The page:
Korea Post expands financial services

Korea Post will expand financial services to mid- and low-income customers, as part of efforts to support the underprivileged and maintain its status as profit-seeking public firm, reports The Korea Herald. The article continues:

Namgung Min, president of Korea Post, told reporters on Wednesday that the agency will begin fund sales and issue credit cards soon after consulting with related ministries and financial regulators. Korea Post needs to get licenses to operate both financial businesses as a card issuer and fund sales agents.

The agency currently under the Ministry of Knowledge Economy will take risks in asset management to keep its interest rate high for low-income customers, the CEO said.

“Korea Post has been making stable investments mostly to national or public bonds and some to companies and local securities market,” Namgung said.

“But we will face risks in asset management from now on by investing in overseas funds and securities market to guarantee high returns for our customers in times of low deposit interest rates,” he said after his presentation on the new vision set for the agency. Korea Post celebrates its 10th anniversary as an independent postal and financial service provider.

Korea Post currently operates 50 trillion won worth of savings and 27 trillion won worth of insurance products. It aims to increase the size of savings to 100 trillion won and insurance products to 70 trillion won by 2020.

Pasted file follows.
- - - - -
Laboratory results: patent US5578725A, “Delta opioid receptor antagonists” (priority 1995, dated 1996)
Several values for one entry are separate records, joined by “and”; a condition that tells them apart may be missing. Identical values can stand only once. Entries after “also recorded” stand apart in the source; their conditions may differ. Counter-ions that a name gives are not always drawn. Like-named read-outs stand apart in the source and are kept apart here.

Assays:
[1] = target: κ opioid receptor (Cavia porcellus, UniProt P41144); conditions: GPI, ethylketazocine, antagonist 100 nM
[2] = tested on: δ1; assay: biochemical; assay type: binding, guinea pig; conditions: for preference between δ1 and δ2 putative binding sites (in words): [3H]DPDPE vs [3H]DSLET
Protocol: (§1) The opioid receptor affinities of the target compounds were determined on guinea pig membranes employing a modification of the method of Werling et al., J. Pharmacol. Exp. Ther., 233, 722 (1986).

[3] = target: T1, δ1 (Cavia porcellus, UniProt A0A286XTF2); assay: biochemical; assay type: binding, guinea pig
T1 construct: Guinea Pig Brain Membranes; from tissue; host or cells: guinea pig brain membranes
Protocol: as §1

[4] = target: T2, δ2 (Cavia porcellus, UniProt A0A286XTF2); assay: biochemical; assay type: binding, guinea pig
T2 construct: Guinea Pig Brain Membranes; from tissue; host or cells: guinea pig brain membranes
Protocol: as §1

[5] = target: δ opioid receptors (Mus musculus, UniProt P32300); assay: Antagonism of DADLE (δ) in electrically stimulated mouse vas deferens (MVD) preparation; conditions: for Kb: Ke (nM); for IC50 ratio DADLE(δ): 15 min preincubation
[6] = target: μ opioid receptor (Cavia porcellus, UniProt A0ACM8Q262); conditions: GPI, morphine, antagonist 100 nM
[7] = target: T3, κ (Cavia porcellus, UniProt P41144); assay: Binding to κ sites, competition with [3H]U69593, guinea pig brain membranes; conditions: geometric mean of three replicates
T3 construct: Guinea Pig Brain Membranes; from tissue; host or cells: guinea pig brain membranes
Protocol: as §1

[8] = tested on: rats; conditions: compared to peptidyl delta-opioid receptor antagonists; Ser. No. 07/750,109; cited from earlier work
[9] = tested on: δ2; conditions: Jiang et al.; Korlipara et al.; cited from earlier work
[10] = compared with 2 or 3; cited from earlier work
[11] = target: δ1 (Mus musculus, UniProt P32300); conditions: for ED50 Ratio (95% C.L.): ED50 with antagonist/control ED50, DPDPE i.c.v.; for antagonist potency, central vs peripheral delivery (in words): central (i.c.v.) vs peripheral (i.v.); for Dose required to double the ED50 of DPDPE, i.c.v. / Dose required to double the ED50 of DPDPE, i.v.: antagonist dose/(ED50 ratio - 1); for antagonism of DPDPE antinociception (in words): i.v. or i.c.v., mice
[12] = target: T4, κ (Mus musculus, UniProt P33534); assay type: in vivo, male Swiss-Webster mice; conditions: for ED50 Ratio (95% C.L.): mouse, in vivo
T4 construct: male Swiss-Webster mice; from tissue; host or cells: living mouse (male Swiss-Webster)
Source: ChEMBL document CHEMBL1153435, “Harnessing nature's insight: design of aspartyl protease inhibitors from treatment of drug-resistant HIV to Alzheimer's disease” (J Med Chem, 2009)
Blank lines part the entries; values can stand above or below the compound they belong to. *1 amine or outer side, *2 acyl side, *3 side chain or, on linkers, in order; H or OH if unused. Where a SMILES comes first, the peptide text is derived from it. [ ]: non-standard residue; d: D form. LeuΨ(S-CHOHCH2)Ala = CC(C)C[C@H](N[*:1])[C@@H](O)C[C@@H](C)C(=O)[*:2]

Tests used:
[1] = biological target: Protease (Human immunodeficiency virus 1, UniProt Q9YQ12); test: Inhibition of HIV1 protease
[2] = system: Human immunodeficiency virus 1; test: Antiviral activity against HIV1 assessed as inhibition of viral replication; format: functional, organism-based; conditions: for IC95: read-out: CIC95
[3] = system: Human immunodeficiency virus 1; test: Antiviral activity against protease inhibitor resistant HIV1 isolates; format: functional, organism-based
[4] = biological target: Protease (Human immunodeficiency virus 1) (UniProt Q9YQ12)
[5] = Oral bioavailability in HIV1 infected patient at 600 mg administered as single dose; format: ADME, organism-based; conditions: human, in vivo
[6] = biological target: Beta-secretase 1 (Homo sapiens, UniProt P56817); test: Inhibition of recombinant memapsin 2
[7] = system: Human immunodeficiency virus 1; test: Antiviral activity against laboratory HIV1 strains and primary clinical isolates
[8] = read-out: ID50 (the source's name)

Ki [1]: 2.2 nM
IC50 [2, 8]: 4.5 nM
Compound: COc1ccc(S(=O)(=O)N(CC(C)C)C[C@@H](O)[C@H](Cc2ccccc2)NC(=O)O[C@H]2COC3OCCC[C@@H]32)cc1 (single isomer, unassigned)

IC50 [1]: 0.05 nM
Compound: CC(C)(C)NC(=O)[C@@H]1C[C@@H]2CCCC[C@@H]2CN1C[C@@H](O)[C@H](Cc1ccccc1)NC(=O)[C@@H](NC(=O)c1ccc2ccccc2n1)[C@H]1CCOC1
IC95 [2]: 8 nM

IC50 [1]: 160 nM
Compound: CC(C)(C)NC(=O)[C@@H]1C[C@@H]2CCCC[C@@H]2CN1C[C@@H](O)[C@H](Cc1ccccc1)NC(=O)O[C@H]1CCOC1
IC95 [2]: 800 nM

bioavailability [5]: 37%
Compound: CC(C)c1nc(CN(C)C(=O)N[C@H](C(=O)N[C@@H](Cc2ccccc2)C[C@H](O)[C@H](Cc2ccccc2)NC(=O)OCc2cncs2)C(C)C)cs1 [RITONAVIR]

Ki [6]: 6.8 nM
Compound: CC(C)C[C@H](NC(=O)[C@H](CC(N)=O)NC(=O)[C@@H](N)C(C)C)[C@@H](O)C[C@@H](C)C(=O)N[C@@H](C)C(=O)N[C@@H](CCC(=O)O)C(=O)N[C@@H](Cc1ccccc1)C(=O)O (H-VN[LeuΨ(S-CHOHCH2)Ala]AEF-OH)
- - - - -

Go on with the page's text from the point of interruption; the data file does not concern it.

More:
“I think Korea Post should expand its role as a state-run financial service provider for the underprivileged suffering from deepening economic polarization,” he said.

The CEO also stressed the need to secure a professional workforce to expand its financial service in the future and increase its autonomy in operating business.

“To operate high risk asset management, we need to have highly skilled professionals and also an upgraded incentive system to have them work for us,” he added.

The financial service sector by Korea Post has been helping the agency seek profits for the past years, unlike other privatised postal services agencies in the United States, the United Kingdom and Japan.

“I feel sorry for those who think the privatisation of postal services will always work. Korea Post has been seeking profits every year, for it operates financial service and also thanks to the automated mailing system,” he said.

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